Picture of Queen's Park
COU Statement: Response to Ontario Spring 2021 Budget
Date
March 24, 2021
Topics

TORONTO, March 24, 2021 – “With a shared goal to protect the health of Ontarians and the health of our economy, Ontario’s universities support the provincial government’s continued commitment to supporting the people of Ontario while positioning the province for a strong recovery.

Our universities recognize the important investments the government has made in health care, the economy, infrastructure, skills training and more. These investments will contribute to the health and well-being of the people of Ontario, our businesses, communities and industries, while encouraging innovation and growth for a resilient future.

We also welcome provincial support for the postsecondary sector as outlined in today’s 2021 Ontario Budget: Ontario’s Action Plan Protecting People’s Health and Our Economy. We share the government’s commitment to ensuring traditional and non-traditional learners can gain access to flexible postsecondary programs that support life-long learning. Government investments in micro-credentials, virtual learning and the new Ontario Jobs Training Tax Credit will help students develop the adaptable skills that will help future-proof the workforce of tomorrow.

Ontario’s universities thank the government for their long-term commitment to support Ontario research and infrastructure. Investing in modern labs and equipment will help ensure students are trained and graduate from institutions that reflect the changing needs of the workforce, while providing local businesses and SMEs with access to leading edge facilities to test ideas and scale operations. Advancing research and commercialization will help push the boundaries of knowledge, support economic growth and improve quality of life for all Ontarians.

Targeted relief provided to universities hardest hit by COVID-19 will also help our institutions in their mission to support the needs of our students, local communities and bolster economic growth.

As autonomous institutions, the role of Ontario’s universities remains critical as our province continues to fight COVID-19 and looks to a strong recovery. A vibrant, financially sustainable university system is – and will continue to be – vital to building an adaptable workforce and sparking the innovation the province needs to help drive economic growth and strengthen our regions.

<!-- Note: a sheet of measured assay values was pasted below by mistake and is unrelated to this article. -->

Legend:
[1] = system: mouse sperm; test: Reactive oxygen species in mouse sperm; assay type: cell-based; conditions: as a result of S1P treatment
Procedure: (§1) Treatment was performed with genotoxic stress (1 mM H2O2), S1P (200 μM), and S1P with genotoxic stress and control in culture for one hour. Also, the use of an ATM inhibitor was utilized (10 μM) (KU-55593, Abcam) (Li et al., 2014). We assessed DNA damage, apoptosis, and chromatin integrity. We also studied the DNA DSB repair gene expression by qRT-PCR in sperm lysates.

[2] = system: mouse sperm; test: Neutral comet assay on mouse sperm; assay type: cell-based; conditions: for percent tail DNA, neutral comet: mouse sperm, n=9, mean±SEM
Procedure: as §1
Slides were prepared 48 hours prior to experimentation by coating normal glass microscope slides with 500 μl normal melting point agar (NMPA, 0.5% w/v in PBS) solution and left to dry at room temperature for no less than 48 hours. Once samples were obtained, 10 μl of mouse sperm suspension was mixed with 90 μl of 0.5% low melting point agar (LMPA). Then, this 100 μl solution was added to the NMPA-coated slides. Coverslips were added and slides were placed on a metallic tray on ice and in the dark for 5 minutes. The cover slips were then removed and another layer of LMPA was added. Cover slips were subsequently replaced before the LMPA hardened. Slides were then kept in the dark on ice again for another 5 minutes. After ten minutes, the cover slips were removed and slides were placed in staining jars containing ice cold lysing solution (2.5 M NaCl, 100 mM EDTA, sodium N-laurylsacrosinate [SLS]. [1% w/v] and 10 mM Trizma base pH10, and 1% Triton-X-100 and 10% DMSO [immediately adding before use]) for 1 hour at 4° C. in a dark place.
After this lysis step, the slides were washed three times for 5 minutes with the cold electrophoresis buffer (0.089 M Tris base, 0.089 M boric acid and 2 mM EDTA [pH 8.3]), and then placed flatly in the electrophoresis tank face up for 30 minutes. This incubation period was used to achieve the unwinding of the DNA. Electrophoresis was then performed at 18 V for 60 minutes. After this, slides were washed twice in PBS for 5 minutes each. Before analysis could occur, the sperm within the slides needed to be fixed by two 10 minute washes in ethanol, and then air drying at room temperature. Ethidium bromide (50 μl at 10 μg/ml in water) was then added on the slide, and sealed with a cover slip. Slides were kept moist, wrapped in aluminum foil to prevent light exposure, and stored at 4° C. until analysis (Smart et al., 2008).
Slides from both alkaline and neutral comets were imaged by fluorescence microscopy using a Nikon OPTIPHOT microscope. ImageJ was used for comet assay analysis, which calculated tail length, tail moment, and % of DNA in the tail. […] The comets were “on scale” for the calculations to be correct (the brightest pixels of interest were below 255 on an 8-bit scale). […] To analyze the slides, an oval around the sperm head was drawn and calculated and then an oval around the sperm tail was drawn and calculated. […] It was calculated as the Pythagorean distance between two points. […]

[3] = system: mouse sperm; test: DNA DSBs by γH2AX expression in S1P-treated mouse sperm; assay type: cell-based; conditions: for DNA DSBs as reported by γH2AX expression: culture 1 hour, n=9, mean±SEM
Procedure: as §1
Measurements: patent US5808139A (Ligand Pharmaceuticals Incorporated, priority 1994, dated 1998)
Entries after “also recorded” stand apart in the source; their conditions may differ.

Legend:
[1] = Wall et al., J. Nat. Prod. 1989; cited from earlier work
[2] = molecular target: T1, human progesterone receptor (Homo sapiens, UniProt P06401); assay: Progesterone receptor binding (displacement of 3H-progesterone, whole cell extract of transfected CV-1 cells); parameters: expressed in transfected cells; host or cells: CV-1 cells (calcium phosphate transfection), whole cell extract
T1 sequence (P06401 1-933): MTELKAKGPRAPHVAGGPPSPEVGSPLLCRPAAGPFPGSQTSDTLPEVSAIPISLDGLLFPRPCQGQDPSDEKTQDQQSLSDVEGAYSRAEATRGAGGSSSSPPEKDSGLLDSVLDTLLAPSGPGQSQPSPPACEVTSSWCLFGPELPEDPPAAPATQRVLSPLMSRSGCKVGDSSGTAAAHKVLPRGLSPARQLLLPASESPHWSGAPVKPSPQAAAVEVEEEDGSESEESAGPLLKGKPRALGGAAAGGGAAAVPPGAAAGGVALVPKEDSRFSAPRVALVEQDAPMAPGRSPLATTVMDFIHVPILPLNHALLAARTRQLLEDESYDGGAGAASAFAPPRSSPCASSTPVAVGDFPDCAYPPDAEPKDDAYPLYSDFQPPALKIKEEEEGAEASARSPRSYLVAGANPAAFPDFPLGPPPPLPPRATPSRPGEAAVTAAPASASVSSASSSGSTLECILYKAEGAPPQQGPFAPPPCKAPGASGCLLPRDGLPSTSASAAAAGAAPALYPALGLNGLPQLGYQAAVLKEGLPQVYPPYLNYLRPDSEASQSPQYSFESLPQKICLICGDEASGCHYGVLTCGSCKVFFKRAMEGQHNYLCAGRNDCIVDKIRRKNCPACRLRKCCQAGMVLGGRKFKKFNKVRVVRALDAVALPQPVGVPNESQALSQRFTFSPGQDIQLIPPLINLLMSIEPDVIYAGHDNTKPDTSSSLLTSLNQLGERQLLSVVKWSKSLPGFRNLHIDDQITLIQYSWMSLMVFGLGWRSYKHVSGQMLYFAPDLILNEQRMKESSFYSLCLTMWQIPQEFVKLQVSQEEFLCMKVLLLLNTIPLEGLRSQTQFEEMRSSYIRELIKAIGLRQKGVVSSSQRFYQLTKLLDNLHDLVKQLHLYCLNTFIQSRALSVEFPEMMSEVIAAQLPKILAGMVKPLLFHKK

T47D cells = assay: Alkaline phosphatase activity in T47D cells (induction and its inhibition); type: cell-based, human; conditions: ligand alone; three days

With a continued commitment to supporting our students, communities and province, Ontario’s universities continue to experience broad and increasingly complex financial pressures.

To date, universities have incurred more than $500 million in combined net costs and lost revenue due to COVID-19. These financial challenges have been further compounded by reduced revenue to the sector with operating grants per student that are lower today than in 2002-03, in addition to the ongoing tuition freeze and a 10 per cent cut to domestic tuition in 2019.

Recognizing the financial pressures on families and students, universities remain committed to supporting students who have faced significant challenges due to COVID-19. To help ensure every willing and qualified student can access a high-quality postsecondary education, our institutions provide $1 billion in scholarships and bursaries for students facing the greatest financial need.

Ontario’s universities will continue to play a critical role in ensuring the province has the adaptable talent and ground-breaking innovation it needs to drive economic development in Ontario’s recovery. Our researchers, faculty, staff and students are helping businesses adapt, developing PPE, conducting ground-breaking research and supporting vaccine development and rollout.

As families, workers and businesses across the province continue to face the challenges of the pandemic, Ontario’s universities stand ready to support our province now, and in the next chapter in the fight against COVID-19. In our Five-Point Plan to Support Ontario’s Recovery, we outline how government and universities can partner to tackle the priorities that are critical to Ontario’s economic growth.

To help build a brighter future for our province, Ontario’s universities will continue to work with government to discuss long-term sustainability through revenue flexibility to ensure every university has the support it needs to best serve the almost half a million students studying at our institutions, as well as to help communities rebuild, foster innovation and drive economic growth; creating a more prosperous future for our students, communities and the province.”

– Steve Orsini, President and CEO, Council of Ontario Universities

Key Facts and Data

  • Ontario’s universities receive the lowest per-student government funding in Canada, which is approximately 41% below the average for the rest of Canada. Only one third of operating revenue comes from government operating grants.

    Sources: Based on CAUBO financial statements (includes all provincial general operating funding) and Statistics Canada enrolment data.
  • University operating grants per student have declined in real terms by 12.6% since 2002-03.
  • Through scholarships, grants and bursaries, Ontario universities invest more than $1 billion per year to enhance access to a higher education.
  • Universities continue to face growing financial pressures, such as increasing much-needed supports in student mental health, new online technologies and deferred maintenance costs. For example, the gap between government funding for maintenance and repair and the projected costs is estimated to exceed $10 billion over the next 10 years alone.
  • Ontario’s universities contribute nearly $116 billion to the province’s economy each year, employ more than 110,000 people and spend more than $5 billion in local goods and services per year.